complex and time-consuming.
Another question which has been '
under continuing study in preparation for presentation to the faculty
and Senate is a proposal for a
special week in the spring term
when an effort will be made to
offer a rather different program
than that available throughout the
rest of the year.
Alumni Form 'Mini Royal Commission'
The Student Power movement has unceremoniously
opened up a Pandora's Box of philosophical questions,
many of which are overdue for serious consideration.
One of the most urgent, of course, is the question of
the proper nature of the university today. Is its true
role that of a knowledge factory producing highly
skilled professional people all finished and ready to
"plug into" the present economic and social system?
Or should it be a launching pad for social reform
movements?   Or something else  again?
In the public discussion so far — on the UBC campus at least — these questions have only been touched
on in general terms. Equally general has been the discussion on such concomitant questions as what should
be the structure of university government, the nature
of the curriculum and of student-faculty relations.
It is to remedy this defect and to attempt to arrive
at some practical proposals in areas needing reform
that the UBC Alumni Association is sponsoring a "mini
royal commission" into the entire question of student
unrest at UBC. Coordinator of the Alumni Commission
on Student Unrest in Nick Omelusik, BLS'66, head of
acquisitions for the UBC library. Jim McKibbon, a CBC
public affairs radio and television broadcaster, is serving as chairman of the commission's proceedings.
Omelusik said the problems facing universities today are too important for the debate to continue much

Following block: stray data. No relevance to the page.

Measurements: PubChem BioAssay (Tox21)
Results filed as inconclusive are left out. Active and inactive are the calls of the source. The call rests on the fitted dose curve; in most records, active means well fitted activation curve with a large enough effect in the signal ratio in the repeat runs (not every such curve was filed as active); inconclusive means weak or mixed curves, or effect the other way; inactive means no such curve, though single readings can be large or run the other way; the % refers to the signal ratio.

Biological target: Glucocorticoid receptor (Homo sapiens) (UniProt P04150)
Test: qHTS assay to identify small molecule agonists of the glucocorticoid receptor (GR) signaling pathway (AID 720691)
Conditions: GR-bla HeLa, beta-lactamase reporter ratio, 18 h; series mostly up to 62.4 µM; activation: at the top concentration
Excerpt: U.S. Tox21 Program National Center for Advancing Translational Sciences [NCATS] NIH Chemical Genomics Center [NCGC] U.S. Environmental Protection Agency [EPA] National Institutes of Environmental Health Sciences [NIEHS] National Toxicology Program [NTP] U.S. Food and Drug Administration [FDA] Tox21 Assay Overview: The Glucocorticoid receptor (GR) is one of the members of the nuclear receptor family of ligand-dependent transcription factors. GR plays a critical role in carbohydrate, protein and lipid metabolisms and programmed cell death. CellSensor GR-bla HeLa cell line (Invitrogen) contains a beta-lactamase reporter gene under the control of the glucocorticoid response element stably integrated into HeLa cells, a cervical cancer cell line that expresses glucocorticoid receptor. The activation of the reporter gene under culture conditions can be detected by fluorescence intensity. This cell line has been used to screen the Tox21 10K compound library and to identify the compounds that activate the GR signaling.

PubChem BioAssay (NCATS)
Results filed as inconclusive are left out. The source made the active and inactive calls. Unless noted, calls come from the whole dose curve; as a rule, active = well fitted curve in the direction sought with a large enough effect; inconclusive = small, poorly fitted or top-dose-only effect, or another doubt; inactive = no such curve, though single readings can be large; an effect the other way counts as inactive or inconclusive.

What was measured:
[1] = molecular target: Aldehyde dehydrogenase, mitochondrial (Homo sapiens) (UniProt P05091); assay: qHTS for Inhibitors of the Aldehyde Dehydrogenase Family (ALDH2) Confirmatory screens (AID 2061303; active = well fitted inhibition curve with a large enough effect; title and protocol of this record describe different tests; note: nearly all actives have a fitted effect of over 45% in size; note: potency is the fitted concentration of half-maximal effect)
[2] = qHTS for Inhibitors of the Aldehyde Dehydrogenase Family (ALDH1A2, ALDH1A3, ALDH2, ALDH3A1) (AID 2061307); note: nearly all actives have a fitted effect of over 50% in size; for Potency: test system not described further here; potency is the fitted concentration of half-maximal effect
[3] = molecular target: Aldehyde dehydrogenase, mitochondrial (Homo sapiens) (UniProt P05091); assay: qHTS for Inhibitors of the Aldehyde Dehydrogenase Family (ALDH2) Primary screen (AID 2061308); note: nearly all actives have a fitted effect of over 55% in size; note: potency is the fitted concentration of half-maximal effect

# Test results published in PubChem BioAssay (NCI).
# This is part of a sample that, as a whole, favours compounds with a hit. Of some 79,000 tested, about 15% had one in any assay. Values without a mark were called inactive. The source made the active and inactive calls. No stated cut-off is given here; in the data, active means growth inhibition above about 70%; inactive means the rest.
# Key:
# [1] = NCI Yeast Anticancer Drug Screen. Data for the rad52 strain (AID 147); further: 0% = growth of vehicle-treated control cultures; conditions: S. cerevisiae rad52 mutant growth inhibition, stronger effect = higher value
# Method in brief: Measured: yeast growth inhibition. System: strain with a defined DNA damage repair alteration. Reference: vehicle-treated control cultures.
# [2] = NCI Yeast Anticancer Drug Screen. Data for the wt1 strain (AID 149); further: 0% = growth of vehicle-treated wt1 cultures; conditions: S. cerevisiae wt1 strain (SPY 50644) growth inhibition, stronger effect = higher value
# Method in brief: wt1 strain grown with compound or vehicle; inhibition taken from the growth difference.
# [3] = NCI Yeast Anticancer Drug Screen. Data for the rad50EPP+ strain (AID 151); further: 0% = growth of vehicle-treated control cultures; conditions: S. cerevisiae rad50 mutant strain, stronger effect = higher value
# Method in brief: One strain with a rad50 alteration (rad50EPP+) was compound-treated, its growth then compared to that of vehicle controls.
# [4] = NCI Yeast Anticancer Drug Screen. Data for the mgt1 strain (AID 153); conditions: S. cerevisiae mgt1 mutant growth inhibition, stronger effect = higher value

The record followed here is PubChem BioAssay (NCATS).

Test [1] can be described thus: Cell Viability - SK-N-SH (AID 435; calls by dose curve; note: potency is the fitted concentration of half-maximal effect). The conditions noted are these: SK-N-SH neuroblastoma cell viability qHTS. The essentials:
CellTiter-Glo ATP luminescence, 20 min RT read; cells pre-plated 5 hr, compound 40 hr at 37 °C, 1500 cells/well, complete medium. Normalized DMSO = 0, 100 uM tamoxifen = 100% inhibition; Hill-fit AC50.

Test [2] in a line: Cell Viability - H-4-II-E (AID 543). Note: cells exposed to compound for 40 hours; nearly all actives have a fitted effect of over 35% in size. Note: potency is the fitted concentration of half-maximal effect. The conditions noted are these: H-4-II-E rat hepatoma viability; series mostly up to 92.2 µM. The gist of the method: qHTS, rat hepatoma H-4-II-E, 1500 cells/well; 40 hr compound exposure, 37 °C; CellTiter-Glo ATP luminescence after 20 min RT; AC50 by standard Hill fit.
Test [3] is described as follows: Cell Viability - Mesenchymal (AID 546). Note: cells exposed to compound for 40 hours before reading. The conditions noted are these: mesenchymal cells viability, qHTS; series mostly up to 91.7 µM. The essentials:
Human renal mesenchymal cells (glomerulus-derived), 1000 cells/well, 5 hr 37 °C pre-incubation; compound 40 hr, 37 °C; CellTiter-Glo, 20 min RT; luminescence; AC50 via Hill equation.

longer in general terms. "I'm hoping we can be as
specific as possible," he said. "The time for generalities is over."   Out of the inquiry, which will  be free-
12
ranging, Omelusik said he hoped the commission will
come up with some specific findings and recommendations.
Jim McKibbon said he views the commission's role
as being, in a large degree, that of a sounding board
on problem areas in the University. "We should be
prepared to receive briefs from the entire spectrum
of the University, ranging all the way from Dr. Hare's
office to the janitorial staff," he said. "There's no reason why this shouldn't even be extended to the public
— they pay the taxes." He said the commission should
begin receiving briefs in mid-September and, hopefully, have the study completed by early in the new
year.
The commission will attempt not only to discover
the sources of discontent in the University, but also
the extent of it. "We want to find out whether campus
unrest involves just a hard core of anarchists or
whether it is something that is genuinely representative of the campus," McKibbon said. "So, in a sense,
this is a challenge for both the so-called radicals and
moderates to come out and state their case."
Omelusik said the commission, now planning its fall
sessions, had been under discussion in the alumni
association since early spring. "What happened is that
the Columbia situation, combined with the European
convulsions, made us realize the extent of social
change now underway, particularly in the universities,"
he said. "We felt we had to take some constructive
action."  He added that conditions at UBC are far from
resembling those at Columbia University or many European universities.
"We've had a tradition of student participation
here," he said, "but, of course, that doesn't mean we
shouldn't sit down and discover what specific changes
need to be made." McKibbon commented that a university community should be able to analyze its problems and arrive at rational solutions. "I would say that
we're trying to open up areas of communication in
order to prevent an eruption into irrationality," he said.
The alumni association, Omelusik continued, is
sponsoring the study as a service to the university.
"We're a neutral body — we're not directly involved —
so perhaps we can provide a more objective investigation of this than if the president's office or some other
University body had undertaken it," he said. He said
the report with recommendations will be referred to the
alumni association's board of management, to the
president of the University and to the University Board
of Governors for consideration.
The commission membership is drawn from the
general public (McKibbon), students, faculty, university administration and alumni. The other members
named so far are Dr. David Suzuki, associate professor
of zoology; Les Rohringer, director of UBC housing
administration; Ben Trevino, Vancouver lawyer, and
three students, Peter Braund, a third-year law student
who is a former Alma Mater Society president, James
Tweedie, a graduate student in anthropology, and
Duane Zilm, a third-year engineering student.